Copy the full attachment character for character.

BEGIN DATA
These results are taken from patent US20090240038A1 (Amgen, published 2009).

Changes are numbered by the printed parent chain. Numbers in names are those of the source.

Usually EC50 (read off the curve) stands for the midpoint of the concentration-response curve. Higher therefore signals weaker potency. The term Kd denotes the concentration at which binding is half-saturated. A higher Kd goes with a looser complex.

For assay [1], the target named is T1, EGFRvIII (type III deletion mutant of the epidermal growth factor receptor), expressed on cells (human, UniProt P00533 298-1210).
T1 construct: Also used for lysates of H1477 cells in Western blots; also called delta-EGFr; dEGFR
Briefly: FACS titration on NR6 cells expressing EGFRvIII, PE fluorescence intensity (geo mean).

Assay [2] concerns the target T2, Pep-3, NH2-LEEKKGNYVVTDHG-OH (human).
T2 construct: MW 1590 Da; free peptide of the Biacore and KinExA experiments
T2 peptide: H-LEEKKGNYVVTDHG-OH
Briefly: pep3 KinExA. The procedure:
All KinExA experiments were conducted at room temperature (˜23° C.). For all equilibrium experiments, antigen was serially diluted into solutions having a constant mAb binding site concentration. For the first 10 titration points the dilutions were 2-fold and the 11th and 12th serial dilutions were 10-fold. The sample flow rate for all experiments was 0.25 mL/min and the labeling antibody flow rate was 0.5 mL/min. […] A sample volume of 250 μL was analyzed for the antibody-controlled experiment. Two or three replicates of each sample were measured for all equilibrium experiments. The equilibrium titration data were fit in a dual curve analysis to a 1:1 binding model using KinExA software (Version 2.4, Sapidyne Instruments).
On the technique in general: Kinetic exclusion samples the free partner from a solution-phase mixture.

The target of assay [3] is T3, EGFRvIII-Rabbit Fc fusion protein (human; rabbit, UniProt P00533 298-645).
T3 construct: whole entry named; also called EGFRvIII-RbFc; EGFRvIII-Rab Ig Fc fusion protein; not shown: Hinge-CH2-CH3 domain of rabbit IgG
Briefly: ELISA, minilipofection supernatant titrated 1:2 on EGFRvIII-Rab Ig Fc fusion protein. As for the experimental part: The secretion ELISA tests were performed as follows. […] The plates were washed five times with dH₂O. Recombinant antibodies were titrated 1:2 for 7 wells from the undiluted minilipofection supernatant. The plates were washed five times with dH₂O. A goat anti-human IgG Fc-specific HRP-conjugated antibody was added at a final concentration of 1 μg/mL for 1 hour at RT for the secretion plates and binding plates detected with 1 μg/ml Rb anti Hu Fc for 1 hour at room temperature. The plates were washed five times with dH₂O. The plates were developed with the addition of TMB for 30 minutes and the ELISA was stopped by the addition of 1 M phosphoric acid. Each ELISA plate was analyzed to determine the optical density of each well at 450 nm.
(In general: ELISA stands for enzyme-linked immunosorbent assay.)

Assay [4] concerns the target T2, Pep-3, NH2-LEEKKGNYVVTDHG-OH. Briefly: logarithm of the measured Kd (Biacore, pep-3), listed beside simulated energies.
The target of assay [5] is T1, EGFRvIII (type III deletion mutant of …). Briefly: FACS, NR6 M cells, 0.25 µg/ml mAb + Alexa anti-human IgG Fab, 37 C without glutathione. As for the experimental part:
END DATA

These results are taken from patent US20090240038A1 (Amgen, published 2009).

Changes are numbered by the printed parent chain. Numbers in names are those of the source.

Usually EC50 (read off the curve) stands for the midpoint of the concentration-response curve. Higher therefore signals weaker potency. The term Kd denotes the concentration at which binding is half-saturated. A higher Kd goes with a looser complex.

For assay [1], the target named is T1, EGFRvIII (type III deletion mutant of the epidermal growth factor receptor), expressed on cells (human, UniProt P00533 298-1210).
T1 construct: Also used for lysates of H1477 cells in Western blots; also called delta-EGFr; dEGFR
Briefly: FACS titration on NR6 cells expressing EGFRvIII, PE fluorescence intensity (geo mean).

Assay [2] concerns the target T2, Pep-3, NH2-LEEKKGNYVVTDHG-OH (human).
T2 construct: MW 1590 Da; free peptide of the Biacore and KinExA experiments
T2 peptide: H-LEEKKGNYVVTDHG-OH
Briefly: pep3 KinExA. The procedure:
All KinExA experiments were conducted at room temperature (˜23° C.). For all equilibrium experiments, antigen was serially diluted into solutions having a constant mAb binding site concentration. For the first 10 titration points the dilutions were 2-fold and the 11th and 12th serial dilutions were 10-fold. The sample flow rate for all experiments was 0.25 mL/min and the labeling antibody flow rate was 0.5 mL/min. […] A sample volume of 250 μL was analyzed for the antibody-controlled experiment. Two or three replicates of each sample were measured for all equilibrium experiments. The equilibrium titration data were fit in a dual curve analysis to a 1:1 binding model using KinExA software (Version 2.4, Sapidyne Instruments).
On the technique in general: Kinetic exclusion samples the free partner from a solution-phase mixture.

The target of assay [3] is T3, EGFRvIII-Rabbit Fc fusion protein (human; rabbit, UniProt P00533 298-645).
T3 construct: whole entry named; also called EGFRvIII-RbFc; EGFRvIII-Rab Ig Fc fusion protein; not shown: Hinge-CH2-CH3 domain of rabbit IgG
Briefly: ELISA, minilipofection supernatant titrated 1:2 on EGFRvIII-Rab Ig Fc fusion protein. As for the experimental part: The secretion ELISA tests were performed as follows. […] The plates were washed five times with dH₂O. Recombinant antibodies were titrated 1:2 for 7 wells from the undiluted minilipofection supernatant. The plates were washed five times with dH₂O. A goat anti-human IgG Fc-specific HRP-conjugated antibody was added at a final concentration of 1 μg/mL for 1 hour at RT for the secretion plates and binding plates detected with 1 μg/ml Rb anti Hu Fc for 1 hour at room temperature. The plates were washed five times with dH₂O. The plates were developed with the addition of TMB for 30 minutes and the ELISA was stopped by the addition of 1 M phosphoric acid. Each ELISA plate was analyzed to determine the optical density of each well at 450 nm.
(In general: ELISA stands for enzyme-linked immunosorbent assay.)

Assay [4] concerns the target T2, Pep-3, NH2-LEEKKGNYVVTDHG-OH. Briefly: logarithm of the measured Kd (Biacore, pep-3), listed beside simulated energies.
The target of assay [5] is T1, EGFRvIII (type III deletion mutant of …). Briefly: FACS, NR6 M cells, 0.25 µg/ml mAb + Alexa anti-human IgG Fab, 37 C without glutathione. As for the experimental part: